Gloucestershire Wildlife Trust tackles climate emergency


If the decline in Gloucestershire’s wildlife cannot begin to reverse by 2030, the continued losses and extinction of species will be irreversible, a conservation charity has warned.

The next eight years will be pivotal according to the Gloucestershire Wildlife Trust (GWT), which has launched a new strategy to deal with ecological and climate emergencies in the county.

Roger Mortlock, CEO of Gloucestershire Wildlife Trust, said: “Gloucestershire is a beautiful place, and you can feel like you’re surrounded by wildlife.

“Yet the truth is that the UK is one of the most nature poor countries and in Gloucestershire alone we have already lost 70% of traditional orchards and only 3% of wildflower rich meadows remain. .

“Time is running out, so at GWT we need to up our game to reverse the decline of wildlife. Alongside the existing threats to our wildlife, climate change appears to be one of the biggest threats to nature in the years to come. – this is what underpins our plans for 2030.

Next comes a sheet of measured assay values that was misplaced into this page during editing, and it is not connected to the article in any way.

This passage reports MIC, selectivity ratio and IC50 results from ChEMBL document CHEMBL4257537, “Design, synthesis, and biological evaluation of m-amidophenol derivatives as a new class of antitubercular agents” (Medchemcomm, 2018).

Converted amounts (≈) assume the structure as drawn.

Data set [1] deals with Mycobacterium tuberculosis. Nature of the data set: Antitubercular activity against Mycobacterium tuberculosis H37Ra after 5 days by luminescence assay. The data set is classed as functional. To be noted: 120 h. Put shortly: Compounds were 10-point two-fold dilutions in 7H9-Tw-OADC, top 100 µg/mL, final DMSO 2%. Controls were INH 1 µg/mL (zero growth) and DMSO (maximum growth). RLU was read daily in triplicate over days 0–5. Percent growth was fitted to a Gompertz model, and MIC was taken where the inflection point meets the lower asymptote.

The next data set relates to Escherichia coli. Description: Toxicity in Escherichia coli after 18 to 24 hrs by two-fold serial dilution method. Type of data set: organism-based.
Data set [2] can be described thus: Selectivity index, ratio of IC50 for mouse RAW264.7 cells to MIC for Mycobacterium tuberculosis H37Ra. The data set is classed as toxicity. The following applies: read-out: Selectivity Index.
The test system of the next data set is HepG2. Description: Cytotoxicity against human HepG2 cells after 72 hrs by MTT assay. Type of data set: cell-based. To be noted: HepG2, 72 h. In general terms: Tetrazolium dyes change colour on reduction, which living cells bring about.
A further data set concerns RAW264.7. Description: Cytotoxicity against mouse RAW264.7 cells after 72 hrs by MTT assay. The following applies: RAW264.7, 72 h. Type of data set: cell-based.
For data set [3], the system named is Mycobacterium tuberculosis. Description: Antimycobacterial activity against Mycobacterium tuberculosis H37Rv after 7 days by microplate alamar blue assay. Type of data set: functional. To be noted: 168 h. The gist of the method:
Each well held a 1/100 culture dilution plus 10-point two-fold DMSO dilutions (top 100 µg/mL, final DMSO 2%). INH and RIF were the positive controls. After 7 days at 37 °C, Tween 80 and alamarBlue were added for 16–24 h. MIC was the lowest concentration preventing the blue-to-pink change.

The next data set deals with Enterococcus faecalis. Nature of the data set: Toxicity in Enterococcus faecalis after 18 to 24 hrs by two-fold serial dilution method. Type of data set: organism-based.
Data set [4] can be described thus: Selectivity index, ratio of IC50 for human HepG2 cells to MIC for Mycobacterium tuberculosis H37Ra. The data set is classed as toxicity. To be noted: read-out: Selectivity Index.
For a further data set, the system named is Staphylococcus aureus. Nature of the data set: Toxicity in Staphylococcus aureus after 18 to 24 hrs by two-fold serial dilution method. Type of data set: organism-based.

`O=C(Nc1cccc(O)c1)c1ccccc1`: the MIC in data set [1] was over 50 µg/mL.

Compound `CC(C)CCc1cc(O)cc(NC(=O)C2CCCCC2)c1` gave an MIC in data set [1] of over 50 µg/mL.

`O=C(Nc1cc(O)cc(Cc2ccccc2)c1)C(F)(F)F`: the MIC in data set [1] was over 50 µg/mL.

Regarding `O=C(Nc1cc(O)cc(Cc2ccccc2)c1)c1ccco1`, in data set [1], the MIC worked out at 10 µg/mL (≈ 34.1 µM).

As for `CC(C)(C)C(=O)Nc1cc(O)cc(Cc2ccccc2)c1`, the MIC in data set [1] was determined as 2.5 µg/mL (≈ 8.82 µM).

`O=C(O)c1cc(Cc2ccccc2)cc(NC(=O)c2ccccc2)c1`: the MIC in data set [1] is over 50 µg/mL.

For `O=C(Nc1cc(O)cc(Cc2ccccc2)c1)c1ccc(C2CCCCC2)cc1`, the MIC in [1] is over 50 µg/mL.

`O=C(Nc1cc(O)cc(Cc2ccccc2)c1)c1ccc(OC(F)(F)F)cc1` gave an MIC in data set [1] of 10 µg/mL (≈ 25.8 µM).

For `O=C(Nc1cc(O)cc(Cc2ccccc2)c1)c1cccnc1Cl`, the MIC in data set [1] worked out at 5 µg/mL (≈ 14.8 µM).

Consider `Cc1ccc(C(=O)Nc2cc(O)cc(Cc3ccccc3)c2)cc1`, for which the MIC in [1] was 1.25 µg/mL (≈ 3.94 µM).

“We are determined to be bolder, think bigger and continue to work with others for the restoration of nature. We must think well beyond our nature reserves and work closely with local partners, farmers and our supporters.”

The new plan focuses on three goals: halting and reversing wildlife decline, providing natural solutions to climate change, and encouraging more people to take action for nature.

Plans include increasing the amount of land managed for wildlife in the county from 13% to 30% and creating a 60-mile-long woodland corridor and 300 hectares of new wetlands.

In total, the trust wants to increase the land it manages from 1,000 to 1,700 hectares and create 10 nature recovery areas in the county, based around but also expanding groups of GWT nature reserves.

The plans to 2030 have been created in consultation with GWT’s 28,000 members over the past year and are informed by a new Nature Recovery Network – a detailed map of the county, run by the Trust, which shows how wildlife decline can be reversed.


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